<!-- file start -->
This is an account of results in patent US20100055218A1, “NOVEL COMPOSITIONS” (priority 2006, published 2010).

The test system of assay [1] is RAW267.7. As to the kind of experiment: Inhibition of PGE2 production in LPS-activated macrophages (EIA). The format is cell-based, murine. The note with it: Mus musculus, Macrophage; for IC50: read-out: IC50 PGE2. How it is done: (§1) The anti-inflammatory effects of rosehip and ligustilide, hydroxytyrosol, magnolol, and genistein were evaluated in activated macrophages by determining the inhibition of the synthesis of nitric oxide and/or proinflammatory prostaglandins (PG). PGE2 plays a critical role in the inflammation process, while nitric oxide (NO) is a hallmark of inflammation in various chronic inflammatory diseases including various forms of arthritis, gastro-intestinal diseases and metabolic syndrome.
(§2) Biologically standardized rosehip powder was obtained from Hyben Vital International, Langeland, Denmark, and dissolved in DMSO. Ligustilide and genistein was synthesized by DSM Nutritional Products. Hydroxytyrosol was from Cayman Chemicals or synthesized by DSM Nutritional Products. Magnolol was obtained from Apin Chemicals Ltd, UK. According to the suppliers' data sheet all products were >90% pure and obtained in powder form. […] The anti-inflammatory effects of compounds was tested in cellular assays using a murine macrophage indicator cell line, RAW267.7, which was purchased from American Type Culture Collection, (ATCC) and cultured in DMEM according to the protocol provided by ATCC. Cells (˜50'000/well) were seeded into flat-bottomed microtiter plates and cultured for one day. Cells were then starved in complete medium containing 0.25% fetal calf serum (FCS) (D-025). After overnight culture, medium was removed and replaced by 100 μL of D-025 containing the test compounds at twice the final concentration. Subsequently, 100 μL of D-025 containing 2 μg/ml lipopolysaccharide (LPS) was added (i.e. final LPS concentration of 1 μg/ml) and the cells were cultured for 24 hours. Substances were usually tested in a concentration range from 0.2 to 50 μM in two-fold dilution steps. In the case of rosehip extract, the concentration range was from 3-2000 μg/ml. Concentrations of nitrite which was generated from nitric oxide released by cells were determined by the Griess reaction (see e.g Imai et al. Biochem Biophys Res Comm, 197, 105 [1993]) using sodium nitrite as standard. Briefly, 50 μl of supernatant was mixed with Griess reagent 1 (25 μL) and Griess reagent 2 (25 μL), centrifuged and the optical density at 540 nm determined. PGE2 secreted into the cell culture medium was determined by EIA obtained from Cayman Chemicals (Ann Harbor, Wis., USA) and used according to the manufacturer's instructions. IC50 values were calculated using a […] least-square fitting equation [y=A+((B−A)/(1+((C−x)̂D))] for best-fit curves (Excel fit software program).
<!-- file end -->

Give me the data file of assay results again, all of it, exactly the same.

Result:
This is an account of results in patent US20100055218A1, “NOVEL COMPOSITIONS” (priority 2006, published 2010).

The test system of assay [1] is RAW267.7. As to the kind of experiment: Inhibition of PGE2 production in LPS-activated macrophages (EIA). The format is cell-based, murine. The note with it: Mus musculus, Macrophage; for IC50: read-out: IC50 PGE2. How it is done: (§1) The anti-inflammatory effects of rosehip and ligustilide, hydroxytyrosol, magnolol, and genistein were evaluated in activated macrophages by determining the inhibition of the synthesis of nitric oxide and/or proinflammatory prostaglandins (PG). PGE2 plays a critical role in the inflammation process, while nitric oxide (NO) is a hallmark of inflammation in various chronic inflammatory diseases including various forms of arthritis, gastro-intestinal diseases and metabolic syndrome.
(§2) Biologically standardized rosehip powder was obtained from Hyben Vital International, Langeland, Denmark, and dissolved in DMSO. Ligustilide and genistein was synthesized by DSM Nutritional Products. Hydroxytyrosol was from Cayman Chemicals or synthesized by DSM Nutritional Products. Magnolol was obtained from Apin Chemicals Ltd, UK. According to the suppliers' data sheet all products were >90% pure and obtained in powder form. […] The anti-inflammatory effects of compounds was tested in cellular assays using a murine macrophage indicator cell line, RAW267.7, which was purchased from American Type Culture Collection, (ATCC) and cultured in DMEM according to the protocol provided by ATCC. Cells (˜50'000/well) were seeded into flat-bottomed microtiter plates and cultured for one day. Cells were then starved in complete medium containing 0.25% fetal calf serum (FCS) (D-025). After overnight culture, medium was removed and replaced by 100 μL of D-025 containing the test compounds at twice the final concentration. Subsequently, 100 μL of D-025 containing 2 μg/ml lipopolysaccharide (LPS) was added (i.e. final LPS concentration of 1 μg/ml) and the cells were cultured for 24 hours. Substances were usually tested in a concentration range from 0.2 to 50 μM in two-fold dilution steps. In the case of rosehip extract, the concentration range was from 3-2000 μg/ml. Concentrations of nitrite which was generated from nitric oxide released by cells were determined by the Griess reaction (see e.g Imai et al. Biochem Biophys Res Comm, 197, 105 [1993]) using sodium nitrite as standard. Briefly, 50 μl of supernatant was mixed with Griess reagent 1 (25 μL) and Griess reagent 2 (25 μL), centrifuged and the optical density at 540 nm determined. PGE2 secreted into the cell culture medium was determined by EIA obtained from Cayman Chemicals (Ann Harbor, Wis., USA) and used according to the manufacturer's instructions. IC50 values were calculated using a […] least-square fitting equation [y=A+((B−A)/(1+((C−x)̂D))] for best-fit curves (Excel fit software program).